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Why Sustainability in Fashion is Here to Stay

Fashion’s environmental footprint is one of the largest of all the industries in the world. With trying to don new outfits and trends every week, the culture of fast fashion has consumed the market ridiculously and successfully kept the consumers in the dark about its catastrophic effects. But not anymore! There is a growing awareness among the consumers about the “behind-the-scenes” of the products as well as the brands that they choose to associate themselves with. There is an increasing number of populations leaning toward sustainable fashion rather than sticking to fast fashion to save an extra few buck.

“Sustainability” is no longer just a trendy word to throw around, it is no longer about just buying eco…it is about spreading awareness and holding the brands accountable for the enormous amount of fashion waste. It is a lifestyle. The sustainability movement has created a community that ethically promotes it and adds value to the fashion industry. Instagram accounts like Diet Prada and Fashion Revolution are actively engaging in conversations surrounding sustainability and making it a point to call out everyone involved in the malpractice surrounding the industry.

Now, trends and designs are not the only focus of fashion houses and brands to be successful but also their meaningful contribution to the betterment of the environment. Moreover, brands like Nike and Patagonia are implementing innovative strategies to combat the issue at hand. Nike announced its new initiative, “Nike Refurbished” which will allow its customers to buy used shoes in select showrooms at a discount. Returns made within 60 days of purchase will be sold in a bid to reduce the number of sneakers that end up in the landfill. According to The Chic Ecologist, out of the 20 billion pairs of shoes produced annually, approximately 300 million pairs end up in landfills and last for almost 1,000 years. If this is not enough to display the grave consequences of excess production there is in the fashion industry, we may need to rethink our priorities in the movement of sustainability.

On similar lines, Patagonia, “the activist company” is the frontrunner in the fashion sustainability movement and has undertaken multitude of environmental projects. From pledging one percent of all its sales in 1985 to pledging 100% of its Black Friday Sales in 2016 ($10Mn) to environmental groups, Patagonia has done it all and continues to do more. By 2025, it aims to become carbon neutral. The company has also launched Common Threads Partnership, an online platform holding auctions to aid in the sales of used Patagonia clothing. In addition, materials used by Patagonia include TENCEL and REFIBRA Lyocell, polyurethane instead of PVC, hemp, advanced denim technology, and YULEX natural rubber.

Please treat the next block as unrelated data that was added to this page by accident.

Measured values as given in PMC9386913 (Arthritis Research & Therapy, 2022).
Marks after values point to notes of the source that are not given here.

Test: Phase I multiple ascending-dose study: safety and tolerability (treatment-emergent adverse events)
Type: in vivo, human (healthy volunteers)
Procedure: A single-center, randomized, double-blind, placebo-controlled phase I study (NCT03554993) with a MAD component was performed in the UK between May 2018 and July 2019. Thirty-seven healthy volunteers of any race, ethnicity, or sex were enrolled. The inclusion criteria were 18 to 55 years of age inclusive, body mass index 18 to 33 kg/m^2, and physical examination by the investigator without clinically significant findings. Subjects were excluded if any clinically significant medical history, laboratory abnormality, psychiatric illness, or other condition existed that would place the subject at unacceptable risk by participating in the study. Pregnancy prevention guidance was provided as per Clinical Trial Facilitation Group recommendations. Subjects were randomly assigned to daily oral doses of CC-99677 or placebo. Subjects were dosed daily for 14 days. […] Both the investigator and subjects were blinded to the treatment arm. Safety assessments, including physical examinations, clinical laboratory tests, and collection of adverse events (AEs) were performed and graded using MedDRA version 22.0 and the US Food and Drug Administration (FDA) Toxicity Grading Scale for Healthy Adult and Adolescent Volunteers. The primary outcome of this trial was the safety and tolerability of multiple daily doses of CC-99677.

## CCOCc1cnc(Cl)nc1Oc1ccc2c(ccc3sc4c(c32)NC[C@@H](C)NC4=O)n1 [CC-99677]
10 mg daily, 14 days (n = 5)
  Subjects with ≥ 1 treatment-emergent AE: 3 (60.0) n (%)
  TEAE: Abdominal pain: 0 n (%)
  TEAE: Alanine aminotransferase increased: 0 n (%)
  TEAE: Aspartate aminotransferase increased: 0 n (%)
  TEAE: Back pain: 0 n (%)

Pangaia, the loungewear brand is the newest player in the movement using smart technology and sustainable materials. They are known for using organic materials as well as innovative ones like the FLWRDWN Lite—made using wildflowers and is lightweight and breathable. Expanding their environmental portfolio, they have put the transformational technology, AIR-INK to use in their latest capsule collection featuring Naomi Campbell. This process turns air pollution into ink also improving the quality of air surrounding the factories. Pangaia has made its place in the industry by embracing sustainability and innovation without compromising on its designs.

Fashion giants like H&M, Inditex, and Fast Retailing are a part of the UN Fashion Industry Charter for Climate Change driving the industry to achieve a balance between greenhouse gases emitted into and extracted from the atmosphere by 2050. Long-term initiatives by Patagonia, Nike and Pangaia as well as digital initiatives by numerous bodies and social accounts cannot be ignored. The fashion sustainability movement is not just a passing by trend but is here to stay.

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